Up, Up and Away
Get a taste of Iredell County on the ground and above the treesBy Renee C. Gannon
Video montage: Rachel Gannon
Despite my slight fear of heights, I've found ways to overcome it over the years on precarious hikes, ziplines, and on hang gliding and paragliding trips. But ballooning? Well, that intimidated me. No buckled straps, no helmets, and I wouldn’t be in control.
But the view of Iredell County spanning Pilot Mountain and Hanging Rock from about 1,000 feet up was worth the short bit of anxiety I felt as I held tightly to the wicker basket’s edge. The colors of the foothills below as the sun slowly set in the pale sky were breathtaking from my perch beneath the hot air balloon (called Pat O’Lantern), a grinning orange pumpkin floating above the fields outside of Statesville.
Statesville, located in the western Piedmont, has served as a crossroads for settlers and travelers for more than 250 years. Trading routes and wagon trails later became today’s I-77 and I-40 interchange.
In 1756, Fort Dobbs rose in a field of tall grass in Iredell County to defend western North Carolina and its settlers. The fort played a key role in the Anglo-Cherokee War in February 1760. Today, the Fort Dobbs Historic Site stands again to offer visitors a glimpse of war and peace.
The settlers also brought distilling knowledge. By 1908, more than 400 distilleries were operating in the area, but various temperance movements and prohibition quieted the operations until just recently. One local distillery, Southern Distilling, showcases past and present distilling techniques to produce more than 24,000 barrels of spirits a year.
The town’s revitalized downtown district is also worth a prolonged visit, offering a plethora of local galleries, dining, breweries and shopping options.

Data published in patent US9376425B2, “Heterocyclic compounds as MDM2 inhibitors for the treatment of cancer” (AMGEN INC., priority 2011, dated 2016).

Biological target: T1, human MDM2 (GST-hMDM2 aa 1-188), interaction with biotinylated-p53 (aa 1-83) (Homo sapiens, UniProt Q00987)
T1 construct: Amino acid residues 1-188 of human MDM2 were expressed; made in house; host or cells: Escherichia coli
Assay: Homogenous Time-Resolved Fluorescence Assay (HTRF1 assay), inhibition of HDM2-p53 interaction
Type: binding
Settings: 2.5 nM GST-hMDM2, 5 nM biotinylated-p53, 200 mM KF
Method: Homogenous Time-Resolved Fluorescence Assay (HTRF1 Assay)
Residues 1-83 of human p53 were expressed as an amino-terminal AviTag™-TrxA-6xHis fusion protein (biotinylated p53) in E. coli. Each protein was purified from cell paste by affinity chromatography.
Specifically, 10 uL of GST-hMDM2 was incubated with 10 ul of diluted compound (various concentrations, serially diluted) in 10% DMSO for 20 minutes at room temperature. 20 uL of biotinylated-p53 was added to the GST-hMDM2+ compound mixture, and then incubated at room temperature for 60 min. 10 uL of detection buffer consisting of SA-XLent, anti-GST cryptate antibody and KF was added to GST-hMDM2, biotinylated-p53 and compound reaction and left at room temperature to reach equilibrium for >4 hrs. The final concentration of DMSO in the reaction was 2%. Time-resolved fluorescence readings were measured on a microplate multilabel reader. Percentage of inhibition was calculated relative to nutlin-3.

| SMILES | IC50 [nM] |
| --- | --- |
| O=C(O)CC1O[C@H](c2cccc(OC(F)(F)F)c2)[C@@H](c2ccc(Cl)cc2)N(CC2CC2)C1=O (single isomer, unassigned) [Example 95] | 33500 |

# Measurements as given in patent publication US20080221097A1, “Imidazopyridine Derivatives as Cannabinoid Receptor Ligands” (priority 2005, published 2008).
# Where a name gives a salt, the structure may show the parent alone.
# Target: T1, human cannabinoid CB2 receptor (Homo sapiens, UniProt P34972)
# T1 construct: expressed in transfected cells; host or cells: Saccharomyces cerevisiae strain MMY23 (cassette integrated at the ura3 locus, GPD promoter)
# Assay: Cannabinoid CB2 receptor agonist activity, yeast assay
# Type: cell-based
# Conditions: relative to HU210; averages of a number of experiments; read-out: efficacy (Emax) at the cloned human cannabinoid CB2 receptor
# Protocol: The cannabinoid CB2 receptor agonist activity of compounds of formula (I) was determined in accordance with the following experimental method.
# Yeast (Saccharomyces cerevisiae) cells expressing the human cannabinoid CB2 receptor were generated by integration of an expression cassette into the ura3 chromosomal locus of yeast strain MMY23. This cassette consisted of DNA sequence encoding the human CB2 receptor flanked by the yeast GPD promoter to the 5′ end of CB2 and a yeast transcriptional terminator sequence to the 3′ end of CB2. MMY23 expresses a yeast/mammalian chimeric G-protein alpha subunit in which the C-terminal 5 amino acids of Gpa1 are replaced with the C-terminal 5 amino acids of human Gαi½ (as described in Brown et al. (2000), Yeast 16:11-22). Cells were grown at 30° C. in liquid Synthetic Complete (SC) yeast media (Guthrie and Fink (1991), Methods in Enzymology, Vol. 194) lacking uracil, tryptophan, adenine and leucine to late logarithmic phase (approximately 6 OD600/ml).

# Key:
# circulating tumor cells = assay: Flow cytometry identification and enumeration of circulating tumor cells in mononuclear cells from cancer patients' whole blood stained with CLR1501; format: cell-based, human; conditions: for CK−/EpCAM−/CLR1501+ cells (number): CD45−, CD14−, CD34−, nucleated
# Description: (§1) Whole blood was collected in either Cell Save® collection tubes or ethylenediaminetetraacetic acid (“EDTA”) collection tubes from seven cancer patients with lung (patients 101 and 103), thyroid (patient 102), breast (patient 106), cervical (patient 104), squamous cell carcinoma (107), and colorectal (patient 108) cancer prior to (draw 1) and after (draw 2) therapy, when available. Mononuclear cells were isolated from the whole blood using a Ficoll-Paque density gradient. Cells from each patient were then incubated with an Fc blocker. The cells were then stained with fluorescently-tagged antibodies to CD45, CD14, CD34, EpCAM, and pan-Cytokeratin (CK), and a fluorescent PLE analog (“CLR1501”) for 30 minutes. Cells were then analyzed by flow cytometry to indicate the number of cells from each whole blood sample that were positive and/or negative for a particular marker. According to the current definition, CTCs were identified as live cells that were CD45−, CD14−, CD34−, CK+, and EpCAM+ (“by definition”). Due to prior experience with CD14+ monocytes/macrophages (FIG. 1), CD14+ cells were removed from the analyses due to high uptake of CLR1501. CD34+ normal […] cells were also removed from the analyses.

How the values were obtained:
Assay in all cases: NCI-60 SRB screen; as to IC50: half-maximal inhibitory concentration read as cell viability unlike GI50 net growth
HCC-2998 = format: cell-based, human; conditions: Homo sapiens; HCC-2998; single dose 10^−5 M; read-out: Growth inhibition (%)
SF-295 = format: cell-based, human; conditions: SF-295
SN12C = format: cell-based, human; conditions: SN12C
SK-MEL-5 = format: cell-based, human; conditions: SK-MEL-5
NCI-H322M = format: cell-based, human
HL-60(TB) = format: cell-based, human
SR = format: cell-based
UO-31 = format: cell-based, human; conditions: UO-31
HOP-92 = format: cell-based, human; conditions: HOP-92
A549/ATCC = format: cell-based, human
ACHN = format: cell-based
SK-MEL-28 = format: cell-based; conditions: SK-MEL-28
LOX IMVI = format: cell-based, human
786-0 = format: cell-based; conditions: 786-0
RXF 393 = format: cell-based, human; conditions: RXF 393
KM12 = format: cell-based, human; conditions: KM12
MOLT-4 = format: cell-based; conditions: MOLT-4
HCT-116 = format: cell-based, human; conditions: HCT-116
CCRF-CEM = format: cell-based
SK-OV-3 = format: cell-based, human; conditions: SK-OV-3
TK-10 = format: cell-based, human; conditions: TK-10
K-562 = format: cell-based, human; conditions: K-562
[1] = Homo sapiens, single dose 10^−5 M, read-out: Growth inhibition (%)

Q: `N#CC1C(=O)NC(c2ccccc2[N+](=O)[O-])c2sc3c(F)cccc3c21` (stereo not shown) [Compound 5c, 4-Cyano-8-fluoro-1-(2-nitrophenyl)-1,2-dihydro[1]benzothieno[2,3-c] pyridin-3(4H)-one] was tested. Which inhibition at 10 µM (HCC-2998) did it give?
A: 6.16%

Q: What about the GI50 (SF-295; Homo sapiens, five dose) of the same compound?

Statesville may be best known as the Balloon Capital of the East, where 20-plus balloon pilots call home, and flights can lift off 365 days a year — a tradition dating back to 1969 when the first rose from a local field. The annual Carolina BalloonFest , held this October 14–16, celebrates the area’s long-standing hot air tradition.
Just after sunrise and about two hours before sunset are ideal for flight due to the stable winds found during those times. My flight window began around 3 p.m., when 25 balloons started inflating outside of Statesville. It takes about 30 minutes to inflate the “envelope,” or balloon, using propane burners that heat the air to provide lift. One by one, pilots and passengers climbed into baskets and began the ascent under a multitude of colors and designs.
Pilot Patrick Grogan (Tree Top Flyer Ballooning, 704-450-4571) has been ballooning for more than 20 years. He owns the Pat O’Lantern and a neon, rainbow-swirled balloon named Neon Dreamz. A typical hour-long flight covers up to 15 miles while the balloon flies at various altitudes to catch the steering wind currents. It’s basically sailing, but in the air instead of on the sea.
As the flight was nearing its end, Pat and his chase team pinpointed possible landing sites among the farm fields and rural roads below. He describes it as an adult game of Leapfrog — once the balloon heads down, the team positions in front, then the balloon flies toward and over them, and the chase resumes to the next road or field fit for landing until we are finally on terra firma in a cow pasture.
After the flight, Pat and the other pilots continue a tradition that began in 1783 after the first successful hot air balloon flight in Paris: a champagne toast with pilot and passengers. Imagine, Pat quips, that peasants back then thought “the balloon was a demon because it spewed a foul odor and smoke.”
What would those peasants think today when sighting a colorful array of balloons floating across the countryside? Magic, I imagine.
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